Checking In to Check It Out
After using Foursquare intermittently for the past two years, I decided recently to give it a real shot and check in to my destinations on a consistent basis. There’s lots of people out there doing it, so I figured there must be some value to the service, right?
In reviewing my check in’s over the past couple of weeks, what has become abundantly clear is that if I’m not at work, I’m either drinking or at axe throwing; sometimes simultaneously. Regardless, the timeline of my whereabouts paints a pretty bland picture. Sure, I enjoy doing (two of those three) activities, but what Foursquare fails to capture is the social aspect of it all, despite being classified as a social networking tool.
It’s possible that I just haven’t figured out all of the ins and outs of Foursquare yet, but as best I can tell, even if I was out for drinks with a great group of people and having the time of my life with them, the most I can do upon checking in is leave a “tip” about the venue. I can’t tag all of my friends as being there with me, but I can leave future patrons a helpful note along the lines of:
Try the Whiskey Sour, it’s awesome. Also, this place is great for a night out with friends, like the ones I’m with right now. Really. There’s like 10 of us here laughing and living it up. I swear. I’m totally not here alone, crying into the very Whiskey Sour you MUST try if you come!
I realize I could avoid this frustration by using Facebook’s handy “Check In” tool, which allows me not only to check into a location, but also to comment on it and check my friends in with me, but I resolved to give Foursquare a try and, dammit, I’m a woman of my word.
Anyway, for as one-dimensional as my list of check in’s seems to appear - work, drink, axe, repeat - at least I’m checking into physical places. I cannot for the life of me understand why someone would want to check into a general area, more specifically: Scarborough. Are they just trying to be a tease? Maybe they’re not in Scarborough at all, and just checked themselves in on the drive through to somewhere, anywhere, that isn’t Scarborough. Or, maybe they’re visiting a clandestine lover. Who knows! (Though, the lover story might make the most sense as I don’t believe you can actually check in, inside someone). My point is, if you’re going to use Foursquare, make sure you’re checking in somewhere that has four walls and a roof, otherwise you can’t really be “in,” can you?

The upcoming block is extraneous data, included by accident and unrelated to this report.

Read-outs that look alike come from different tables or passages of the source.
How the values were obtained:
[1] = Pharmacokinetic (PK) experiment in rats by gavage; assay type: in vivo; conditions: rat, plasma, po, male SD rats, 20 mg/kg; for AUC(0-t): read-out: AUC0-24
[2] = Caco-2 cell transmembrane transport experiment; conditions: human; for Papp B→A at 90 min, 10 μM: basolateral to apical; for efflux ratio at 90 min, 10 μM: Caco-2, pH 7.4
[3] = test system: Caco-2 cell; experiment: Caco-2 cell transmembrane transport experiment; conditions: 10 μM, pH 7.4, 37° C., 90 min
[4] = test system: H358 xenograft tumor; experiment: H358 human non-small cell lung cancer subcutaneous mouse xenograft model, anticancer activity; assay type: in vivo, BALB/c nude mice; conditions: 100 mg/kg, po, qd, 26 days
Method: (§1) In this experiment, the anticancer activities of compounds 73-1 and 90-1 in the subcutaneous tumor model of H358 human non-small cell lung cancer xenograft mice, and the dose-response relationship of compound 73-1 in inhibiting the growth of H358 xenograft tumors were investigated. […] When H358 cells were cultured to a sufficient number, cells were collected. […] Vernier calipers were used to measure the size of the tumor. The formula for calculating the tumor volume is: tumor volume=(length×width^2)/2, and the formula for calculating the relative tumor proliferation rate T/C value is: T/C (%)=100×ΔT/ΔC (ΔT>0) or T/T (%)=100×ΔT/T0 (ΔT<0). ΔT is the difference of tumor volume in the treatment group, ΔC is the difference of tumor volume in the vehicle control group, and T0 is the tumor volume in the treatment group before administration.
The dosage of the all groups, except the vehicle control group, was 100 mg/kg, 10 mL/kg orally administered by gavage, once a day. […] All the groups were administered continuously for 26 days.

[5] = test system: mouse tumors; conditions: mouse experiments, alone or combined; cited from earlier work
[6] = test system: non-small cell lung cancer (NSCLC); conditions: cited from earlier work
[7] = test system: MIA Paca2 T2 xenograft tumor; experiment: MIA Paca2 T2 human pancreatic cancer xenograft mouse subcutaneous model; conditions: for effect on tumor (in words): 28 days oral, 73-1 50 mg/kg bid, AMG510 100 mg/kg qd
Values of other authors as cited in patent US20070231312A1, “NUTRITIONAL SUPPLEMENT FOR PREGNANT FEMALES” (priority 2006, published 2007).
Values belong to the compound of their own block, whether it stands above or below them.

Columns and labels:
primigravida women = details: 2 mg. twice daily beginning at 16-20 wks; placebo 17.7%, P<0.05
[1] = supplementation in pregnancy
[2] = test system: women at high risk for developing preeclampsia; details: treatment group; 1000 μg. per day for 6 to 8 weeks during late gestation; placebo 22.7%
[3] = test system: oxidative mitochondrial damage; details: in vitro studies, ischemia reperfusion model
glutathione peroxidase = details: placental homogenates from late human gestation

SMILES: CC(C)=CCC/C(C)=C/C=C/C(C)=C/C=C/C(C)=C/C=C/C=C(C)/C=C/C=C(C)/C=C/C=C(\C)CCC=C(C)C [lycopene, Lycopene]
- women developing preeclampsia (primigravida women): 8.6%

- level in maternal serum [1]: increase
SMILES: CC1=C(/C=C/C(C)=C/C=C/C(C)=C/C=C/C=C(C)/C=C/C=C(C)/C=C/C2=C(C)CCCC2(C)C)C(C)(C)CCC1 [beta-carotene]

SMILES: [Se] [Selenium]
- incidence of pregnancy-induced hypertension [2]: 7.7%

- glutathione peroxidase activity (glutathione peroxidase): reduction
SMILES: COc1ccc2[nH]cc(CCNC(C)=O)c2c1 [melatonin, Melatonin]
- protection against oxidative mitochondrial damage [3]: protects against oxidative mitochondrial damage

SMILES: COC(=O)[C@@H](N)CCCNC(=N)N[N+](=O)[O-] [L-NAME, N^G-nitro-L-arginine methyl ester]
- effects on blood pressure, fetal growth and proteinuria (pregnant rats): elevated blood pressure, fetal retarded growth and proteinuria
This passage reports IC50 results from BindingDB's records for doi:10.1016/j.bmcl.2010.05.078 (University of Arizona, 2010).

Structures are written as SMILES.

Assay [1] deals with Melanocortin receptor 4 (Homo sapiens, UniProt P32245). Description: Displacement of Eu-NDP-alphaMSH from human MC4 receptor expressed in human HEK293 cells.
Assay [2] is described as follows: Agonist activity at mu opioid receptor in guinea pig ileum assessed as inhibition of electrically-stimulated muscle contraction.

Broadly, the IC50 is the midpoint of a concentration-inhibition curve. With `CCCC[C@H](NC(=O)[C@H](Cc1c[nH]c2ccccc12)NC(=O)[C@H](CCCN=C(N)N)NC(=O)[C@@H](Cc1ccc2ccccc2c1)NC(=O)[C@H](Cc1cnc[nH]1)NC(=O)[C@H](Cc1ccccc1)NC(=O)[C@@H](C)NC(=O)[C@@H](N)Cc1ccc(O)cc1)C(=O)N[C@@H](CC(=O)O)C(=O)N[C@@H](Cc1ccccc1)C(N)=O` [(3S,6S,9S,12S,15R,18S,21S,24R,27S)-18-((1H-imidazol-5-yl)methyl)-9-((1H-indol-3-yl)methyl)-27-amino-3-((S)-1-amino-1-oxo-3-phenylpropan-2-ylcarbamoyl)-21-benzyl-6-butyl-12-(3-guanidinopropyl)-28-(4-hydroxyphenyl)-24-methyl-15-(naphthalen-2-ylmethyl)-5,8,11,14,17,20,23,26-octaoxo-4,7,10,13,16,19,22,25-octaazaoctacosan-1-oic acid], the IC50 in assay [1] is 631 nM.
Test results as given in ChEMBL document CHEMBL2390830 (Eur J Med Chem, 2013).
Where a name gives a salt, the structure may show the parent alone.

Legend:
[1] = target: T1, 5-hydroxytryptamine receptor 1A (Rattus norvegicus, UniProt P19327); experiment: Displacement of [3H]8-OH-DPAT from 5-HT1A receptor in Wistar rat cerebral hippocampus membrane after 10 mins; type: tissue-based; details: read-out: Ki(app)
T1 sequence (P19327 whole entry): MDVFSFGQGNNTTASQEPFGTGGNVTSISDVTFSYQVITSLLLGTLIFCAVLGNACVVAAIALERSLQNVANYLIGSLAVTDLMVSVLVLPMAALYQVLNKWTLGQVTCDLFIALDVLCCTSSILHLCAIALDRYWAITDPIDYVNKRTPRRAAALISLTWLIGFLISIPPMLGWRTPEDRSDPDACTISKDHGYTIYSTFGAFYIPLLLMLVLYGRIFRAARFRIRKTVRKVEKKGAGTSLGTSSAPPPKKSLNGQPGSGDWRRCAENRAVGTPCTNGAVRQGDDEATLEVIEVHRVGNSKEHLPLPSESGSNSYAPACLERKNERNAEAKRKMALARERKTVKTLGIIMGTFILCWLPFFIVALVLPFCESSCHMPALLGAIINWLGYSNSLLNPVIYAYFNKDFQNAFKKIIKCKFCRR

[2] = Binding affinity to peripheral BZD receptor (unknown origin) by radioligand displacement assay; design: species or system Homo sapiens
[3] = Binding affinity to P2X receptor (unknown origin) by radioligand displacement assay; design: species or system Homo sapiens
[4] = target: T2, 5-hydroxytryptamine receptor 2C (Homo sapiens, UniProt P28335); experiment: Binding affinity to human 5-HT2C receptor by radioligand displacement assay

Despite the things that I find strange and/or useless about Foursquare (and believe me, the examples above are only a small sample from a long list), I must admit that I’m becoming somewhat addicted to the idea of checking in now that I’ve been at it for a few consecutive weeks. It’s kind of like crack. No - maybe not quite like crack. It’s kind of like pretzels. I really don’t enjoy pretzels all that much, but once I’ve had one or two, I can easily eat the entire bag. However, with the pretzels, at least the insanity is over with when the bag’s empty. (I don’t think the same can be said for when a crack pipe is empty).* With Foursquare, I could potentially go on checking in to places for no good reason indefinitely. I need to set a cutoff goal for this useless practice, and I think I know what it’s going to be. I’m not currently the “Mayor” of my own home. I have no idea how this is possible because the only other things that live here are my cats, and they have neither opposable thumbs nor cell phones to be checking in on constantly, unlike this awesome kitty. So, I need to oust whoever has encroached on my territory, and then promptly resign from Foursquare before I start power tripping and plotting Mayoral takeovers of the other condo units in my building.
* Readers note: I am not, nor have I ever been a crack addict. I’m just reading a really good book at the moment that’s pretty much centred around crackheads, so the subject matter is kind of on the brain. Parents, if you’re reading this blog, I repeat, I don’t smoke crack. Stop worrying.